The Veterans Benefits Administration (VBA) provides disability compensation to veterans with a service-connected injury. Disability compensation is “a tax-free monetary benefit paid to veterans with disabilities that are the result of a disease or injury incurred or aggravated during active military service.”
To receive disability compensation from the Department of Veterans Affairs (VA), a veteran must submit a claim or have a claim submitted on his or her behalf. A disability percentage is then assigned in a process summarized below:
- The veteran or veterans service organization acting as the veteran’s proxy submits a claim to VBA.
- VBA receives the claim. If all necessary information is provided, the claim will be processed. In most cases, the medical information submitted is not “adequate for rating purposes,” and VBA orders a compensation and pension (C&P) exam from a C&P examiner, who can be a Veterans Health Administration (VHA) clinician or a VBA-contracted clinician.
- The C&P examiner notes the diagnosis and evaluates the degree of impairment, functional limitation, and disability. The examiner records information using a Disability Benefits Questionnaire (DBQ).
- DBQ results are submitted to VBA via the compensation and pension record interchange. At VBA, a veterans service representative may determine that there is enough evidence to make a rating or request more information. If there is enough evidence, a ratings veterans’ service representative makes a disability rating decision by comparing DBQ results and other evidence to criteria in the Veterans Affairs Schedule for Rating Disabilities (VASRD).
- The veteran begins receiving disability benefits.
- The veteran may appeal to have his case reviewed by the Board on Veterans Appeals if he does not agree with the rating decision. The appeals process re-reviews the case.
A committee was formed in response to Public Law 114-315 passed on December 16, 2016, which required that the VA contract with the National Academies to provide an independent review of the process by which the VA assesses impairments resulting from traumatic brain injury (TBI) for purposes of awarding disability compensation. The committee’s statement of task is described in the next section.
STATEMENT OF TASK
The committee will review the process by which impairments that result from TBI are assessed for purposes of awarding disability compensation. The specific tasks are noted in Box S-1.
APPROACH TO THE TASK
A committee of experts in emergency medicine, neurology, neurosurgery, psychiatry, psychology, physical medicine and rehabilitation, and epidemiology and biostatistics was convened to address the statement of task. Given the task, the committee found it necessary to review the scientific literature on TBI, gain an understanding of each step of the adjudication process for residuals of TBI1 (from submission of claims through appeals), and learn what measures the VA has already taken to ensure the quality of its process. In this publication the committee provides recommendations to the VA related to the health care specialists who diagnose TBI, the adequacy of the tools used by the VA to provide clinical examinations and disability ratings for TBI residuals (the DBQ and the VASRD), and the overall adjudication process.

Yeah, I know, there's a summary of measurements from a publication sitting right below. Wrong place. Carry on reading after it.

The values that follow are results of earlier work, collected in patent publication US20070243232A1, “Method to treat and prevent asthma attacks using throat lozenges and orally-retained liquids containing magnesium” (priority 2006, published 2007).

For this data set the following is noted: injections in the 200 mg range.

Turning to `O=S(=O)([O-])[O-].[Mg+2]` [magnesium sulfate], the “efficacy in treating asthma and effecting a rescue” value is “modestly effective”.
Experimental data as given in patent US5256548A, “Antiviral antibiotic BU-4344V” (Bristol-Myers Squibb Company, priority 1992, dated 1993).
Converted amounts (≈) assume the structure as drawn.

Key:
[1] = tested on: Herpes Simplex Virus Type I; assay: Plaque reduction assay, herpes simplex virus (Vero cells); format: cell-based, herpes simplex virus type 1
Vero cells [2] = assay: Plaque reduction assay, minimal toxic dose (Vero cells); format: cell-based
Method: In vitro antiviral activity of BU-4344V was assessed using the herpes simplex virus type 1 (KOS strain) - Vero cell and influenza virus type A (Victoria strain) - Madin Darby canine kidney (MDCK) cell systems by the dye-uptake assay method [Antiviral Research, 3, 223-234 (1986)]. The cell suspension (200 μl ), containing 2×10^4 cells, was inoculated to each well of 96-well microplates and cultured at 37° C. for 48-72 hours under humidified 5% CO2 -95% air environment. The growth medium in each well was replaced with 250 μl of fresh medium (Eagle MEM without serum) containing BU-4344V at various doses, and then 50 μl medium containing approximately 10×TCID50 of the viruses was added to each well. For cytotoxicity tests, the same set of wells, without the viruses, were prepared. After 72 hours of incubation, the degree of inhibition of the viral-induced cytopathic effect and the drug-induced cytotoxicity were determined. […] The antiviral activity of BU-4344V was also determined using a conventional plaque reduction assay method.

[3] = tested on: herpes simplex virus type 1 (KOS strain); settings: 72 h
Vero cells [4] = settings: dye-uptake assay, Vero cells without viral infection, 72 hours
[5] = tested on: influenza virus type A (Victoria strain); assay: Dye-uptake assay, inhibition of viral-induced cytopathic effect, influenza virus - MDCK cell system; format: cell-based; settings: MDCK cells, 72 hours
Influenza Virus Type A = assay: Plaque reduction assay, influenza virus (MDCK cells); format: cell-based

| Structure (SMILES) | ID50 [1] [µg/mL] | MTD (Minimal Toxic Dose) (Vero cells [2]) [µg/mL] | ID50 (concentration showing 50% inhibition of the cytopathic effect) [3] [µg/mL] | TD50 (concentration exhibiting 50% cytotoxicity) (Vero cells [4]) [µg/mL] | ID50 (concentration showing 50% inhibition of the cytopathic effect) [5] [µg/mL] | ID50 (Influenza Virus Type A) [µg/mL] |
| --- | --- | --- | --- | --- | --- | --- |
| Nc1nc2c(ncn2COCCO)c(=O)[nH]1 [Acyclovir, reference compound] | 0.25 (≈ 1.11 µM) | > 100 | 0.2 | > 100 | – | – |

1 Residuals of TBI include three main areas of dysfunction that might result from sustaining a TBI. These might have profound effects on functioning, including cognitive, emotional/behavioral, and physical. “Residual” is a term used by the VA in its VASRD (Veterans Affairs Schedule for Rating Disabilities) and DBQ (Disability Benefits Questionnaire), but the scientific community uses the term “sequela” to indicate outcomes resulting from a TBI.
HEALTH CARE PROFESSIONALS TRAINED TO DIAGNOSE TRAUMATIC BRAIN INJURY
The committee reviewed the scientific literature on the natural history of TBI and how it is diagnosed in military personnel, veterans, and civilians in order to comment on the credentials and training necessary for health care specialists to diagnose TBI. Given the complexities in diagnosing TBI and the time that might have elapsed since the original injury, the diagnostician needs to have experience with TBI and be trained in and familiar with the state of the science for making a determination of brain injury and its severity. In addition, there is enough ongoing research and new theoretical views on the trajectory of recovery after TBI that new developments are likely forthcoming that would assist providers who have training and experience with TBI to accurately diagnose TBI.